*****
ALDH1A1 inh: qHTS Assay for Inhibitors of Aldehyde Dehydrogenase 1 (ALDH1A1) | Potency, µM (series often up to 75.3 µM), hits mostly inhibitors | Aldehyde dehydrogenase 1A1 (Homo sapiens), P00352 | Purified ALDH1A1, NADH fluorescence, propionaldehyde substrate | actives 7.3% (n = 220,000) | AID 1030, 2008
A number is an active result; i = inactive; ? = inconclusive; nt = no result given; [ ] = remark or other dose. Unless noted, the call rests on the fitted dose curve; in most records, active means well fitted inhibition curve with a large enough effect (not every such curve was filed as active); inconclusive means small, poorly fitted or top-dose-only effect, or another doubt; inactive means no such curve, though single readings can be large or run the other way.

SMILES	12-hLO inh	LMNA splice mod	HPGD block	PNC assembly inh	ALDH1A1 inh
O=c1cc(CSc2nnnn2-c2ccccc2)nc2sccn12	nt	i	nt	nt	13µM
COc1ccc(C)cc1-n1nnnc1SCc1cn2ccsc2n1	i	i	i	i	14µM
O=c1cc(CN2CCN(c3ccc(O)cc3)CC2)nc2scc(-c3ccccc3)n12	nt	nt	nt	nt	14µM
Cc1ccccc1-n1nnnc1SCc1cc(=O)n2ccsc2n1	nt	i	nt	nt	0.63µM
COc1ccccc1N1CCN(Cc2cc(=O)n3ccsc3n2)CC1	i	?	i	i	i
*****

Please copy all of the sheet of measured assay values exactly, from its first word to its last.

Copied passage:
ALDH1A1 inh: qHTS Assay for Inhibitors of Aldehyde Dehydrogenase 1 (ALDH1A1) | Potency, µM (series often up to 75.3 µM), hits mostly inhibitors | Aldehyde dehydrogenase 1A1 (Homo sapiens), P00352 | Purified ALDH1A1, NADH fluorescence, propionaldehyde substrate | actives 7.3% (n = 220,000) | AID 1030, 2008
A number is an active result; i = inactive; ? = inconclusive; nt = no result given; [ ] = remark or other dose. Unless noted, the call rests on the fitted dose curve; in most records, active means well fitted inhibition curve with a large enough effect (not every such curve was filed as active); inconclusive means small, poorly fitted or top-dose-only effect, or another doubt; inactive means no such curve, though single readings can be large or run the other way.

SMILES	12-hLO inh	LMNA splice mod	HPGD block	PNC assembly inh	ALDH1A1 inh
O=c1cc(CSc2nnnn2-c2ccccc2)nc2sccn12	nt	i	nt	nt	13µM
COc1ccc(C)cc1-n1nnnc1SCc1cn2ccsc2n1	i	i	i	i	14µM
O=c1cc(CN2CCN(c3ccc(O)cc3)CC2)nc2scc(-c3ccccc3)n12	nt	nt	nt	nt	14µM
Cc1ccccc1-n1nnnc1SCc1cc(=O)n2ccsc2n1	nt	i	nt	nt	0.63µM
COc1ccccc1N1CCN(Cc2cc(=O)n3ccsc3n2)CC1	i	?	i	i	i